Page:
LONDON – Jordan Burroughs, the new Olympic champion, knew just how important his gold medal in freestyle wrestling was for the United States team.

Burroughs knew China edged the U.S. in medal count at the last two Summer Games.

So he downloaded a phone app to help track the daily score.

“That was something big for me,” Burroughs said Friday after winning the 74-kilogram division. “I wanted to be the guy that could help us out.”

After Burroughs’ win, the U.S. leds China 41-37 in the hunt for golds.

Burroughs, a charismatic 24-year-old who identifies himself on Twitter as @alliseeisgold, did just that by defeating Sadegh Saeed Goudarzi of Iran in the title bout.

“Even though China makes all our clothes, they can’t beat us at medals,” he said.

BRYSHON NELLUM, a silver medalist with the men’s 1,600-meter relay team, will carry the U.S. flag at Sunday’s closing ceremony.

Nellum was told by doctors that he might never be an elite athlete again after he was shot in the legs while leaving a restaurant near the campus of Southern California in 2008. Four years later he’s an Olympic medalist.

LIU XIANG’S representative said the Chinese hurdler should fully recover after surgery on his right Achilles tendon.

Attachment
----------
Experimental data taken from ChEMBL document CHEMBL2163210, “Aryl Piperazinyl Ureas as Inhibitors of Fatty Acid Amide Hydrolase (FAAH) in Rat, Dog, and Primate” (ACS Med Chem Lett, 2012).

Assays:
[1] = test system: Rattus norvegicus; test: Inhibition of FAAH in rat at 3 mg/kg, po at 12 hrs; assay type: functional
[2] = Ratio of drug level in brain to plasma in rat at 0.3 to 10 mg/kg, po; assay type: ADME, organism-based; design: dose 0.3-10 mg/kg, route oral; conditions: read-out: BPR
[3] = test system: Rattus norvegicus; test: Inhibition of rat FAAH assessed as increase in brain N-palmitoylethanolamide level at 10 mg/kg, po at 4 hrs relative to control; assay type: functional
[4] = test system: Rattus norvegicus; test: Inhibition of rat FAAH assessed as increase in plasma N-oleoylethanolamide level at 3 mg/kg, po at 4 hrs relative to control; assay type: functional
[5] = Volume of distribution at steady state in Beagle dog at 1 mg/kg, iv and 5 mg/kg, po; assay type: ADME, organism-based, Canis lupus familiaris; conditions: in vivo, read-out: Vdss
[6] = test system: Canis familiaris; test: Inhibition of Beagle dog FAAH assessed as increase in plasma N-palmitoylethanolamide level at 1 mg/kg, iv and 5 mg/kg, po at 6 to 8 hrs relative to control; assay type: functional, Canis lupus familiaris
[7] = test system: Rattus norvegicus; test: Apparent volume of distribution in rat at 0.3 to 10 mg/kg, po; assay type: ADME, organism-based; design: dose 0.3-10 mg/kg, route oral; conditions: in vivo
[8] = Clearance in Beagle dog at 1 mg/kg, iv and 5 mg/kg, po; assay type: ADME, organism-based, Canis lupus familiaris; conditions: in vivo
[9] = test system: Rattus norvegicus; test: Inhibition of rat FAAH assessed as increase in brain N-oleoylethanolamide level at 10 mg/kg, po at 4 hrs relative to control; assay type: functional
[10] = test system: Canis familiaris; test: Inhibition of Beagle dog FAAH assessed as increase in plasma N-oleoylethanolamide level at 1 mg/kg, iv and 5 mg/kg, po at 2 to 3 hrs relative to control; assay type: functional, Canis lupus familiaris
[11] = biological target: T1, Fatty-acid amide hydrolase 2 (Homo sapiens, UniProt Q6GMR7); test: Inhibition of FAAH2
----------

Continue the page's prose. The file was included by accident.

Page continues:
Jos Hermens said it was still unclear how long the 2004 Olympic 110-meter hurdles champion would have to spend in rehab before returning to competition.

MEXICO COACH Luis Fernando Tena thinks his team will need an “almost perfect” game to upset Brazil in the men’s soccer final Saturday.

Tena loudly praised the quality of the Brazilian team and said he expects Mexico to have a lot of difficulties in trying to win its first Olympic gold in soccer in the final at Wembley.

BY THE END of Friday, Paige McPherson had stars painted on the toes of one foot, stripes painted on the other foot, and a bronze medal around her neck.

McPherson finished third in the women’s under-67-kilogram division, giving the United States its second taekwondo medal of the tournament.

“I did them myself, actually,” McPherson said. “This is my first Olympics and I was so excited. And you know, it could be a once-in-a-lifetime moment. So I painted my nails stars-and-stripes and had a great time.”

WORLD CHAMPION Vasyl Lomachenko and four of his medal-winning teammates on Ukraine’s dominant boxing team signed with a new professional boxing venture — scheduled to start in the fall of 2013 — created by the governing body of the amateur sport.